The Beveridge Report

SValentineJRM1251404v10040.jpg

Title

The Beveridge Report

Description

Article headlines: The Beveridge Report; comprehensive scheme of social insurance; benefits in unemployment, sickness and old age; new provisions for home and family. Covers summary of main provisions and table of security of provision in detail.

Date

1942-12-02

Temporal Coverage

Spatial Coverage

Coverage

Language

Type

Format

Two newspaper cuttings mounted on an album page

Publisher

The Times
IBCC Digital Archive

Rights

This content is available under a CC BY-NC 4.0 International license (Creative Commons Attribution-NonCommercial 4.0). It has been published ‘as is’ and may contain inaccuracies or culturally inappropriate references that do not necessarily reflect the official policy or position of the University of Lincoln or the International Bomber Command Centre. For more information, visit https://creativecommons.org/licenses/by-nc/4.0/ and https://ibccdigitalarchive.lincoln.ac.uk/omeka/legal.

Identifier

SValentineJRM1251404v10040

Transcription

THE TIMES WEDNESDAY DECEMBER 2 1942

THE BEVERIDGE REPORT

COMPREHENSIVE SCHEME OF SOCIAL INSURANCE

BENEFITS IN UNEMPLOYMENT, SICKNESS AND OLD AGE

NEW PROVISION FOR HOME AND FAMILY

The Beveridge Report (Cmd. 6404, 2s.) was issued yesterday and is summarized below. With “freedom from want” as its goal, it proposes a far-reaching series of changes designed to consolidate and enlarge the system of social insurance.

The plan assumes the establishment of family allowances, comprehensive health and rehabilitation services, and the avoidance of mass unemployment.

It is effected by 23 main changes designed to give a unified system, under a Ministry of Social Security, on a contributory basis including all citizens without upper income limit.

New terms are devised for cooperation between the State and the Friendly Societies. The business of industrial assurance would become a public service under an Industrial Assurance Board.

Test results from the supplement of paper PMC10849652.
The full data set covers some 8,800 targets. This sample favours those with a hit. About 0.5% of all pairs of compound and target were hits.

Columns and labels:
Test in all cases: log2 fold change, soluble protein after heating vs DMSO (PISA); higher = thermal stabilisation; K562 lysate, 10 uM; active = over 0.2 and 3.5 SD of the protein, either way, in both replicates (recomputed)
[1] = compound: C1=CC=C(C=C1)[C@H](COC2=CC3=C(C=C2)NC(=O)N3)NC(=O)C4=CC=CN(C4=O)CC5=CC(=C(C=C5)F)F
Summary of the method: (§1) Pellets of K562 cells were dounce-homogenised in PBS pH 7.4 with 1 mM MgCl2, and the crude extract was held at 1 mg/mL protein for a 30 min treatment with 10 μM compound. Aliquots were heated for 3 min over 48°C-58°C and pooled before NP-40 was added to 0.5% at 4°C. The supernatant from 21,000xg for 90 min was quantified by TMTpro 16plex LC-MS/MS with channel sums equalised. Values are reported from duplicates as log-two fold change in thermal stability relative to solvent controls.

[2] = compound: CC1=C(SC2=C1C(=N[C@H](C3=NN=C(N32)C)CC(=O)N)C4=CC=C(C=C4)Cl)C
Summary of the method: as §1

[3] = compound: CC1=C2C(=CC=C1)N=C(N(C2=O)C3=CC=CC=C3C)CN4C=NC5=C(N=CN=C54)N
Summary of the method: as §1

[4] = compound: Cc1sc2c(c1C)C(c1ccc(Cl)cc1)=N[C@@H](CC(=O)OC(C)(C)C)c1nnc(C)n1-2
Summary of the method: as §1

A table on page 8 illustrates the large and varied gains in benefit contemplated by the plan.

The Social Security Budget is estimated to amount to £697,000,000 in 1945, compared with £432,000,000, the cost of existing schemes in that year. Of this increase £86,000,000 would be borne by the Exchequer.

SECURITY OF PROVISION IN DETAIL
For Man, Wife, and Two Children (Present Contributory Classes)

[table]

[symbol] Some of the pre-war rates of benefit shown above have been revised in the course of the present war. At the date of the Report the benefit in unemployment was 2/- higher than that shown, and that for disability was 3/- higher. For industrial disability, the pre-war maximum of 30/- has been raised to 35/- and children’s allowances of 4/- for each of the first two children and 3/- for subsequent children have been added. For pensions the pensionable age in the case of women has been lowered from 65 to 60. With these changes the contributions for unemployment, health and pensions were raised, so that the total contribution by an adult man in 1942 was 1/10 a week in place of 1/7 in 1938.

Citation

“The Beveridge Report,” IBCC Digital Archive, accessed July 3, 2022, https://ibccdigitalarchive.lincoln.ac.uk/omeka/collections/document/21967.

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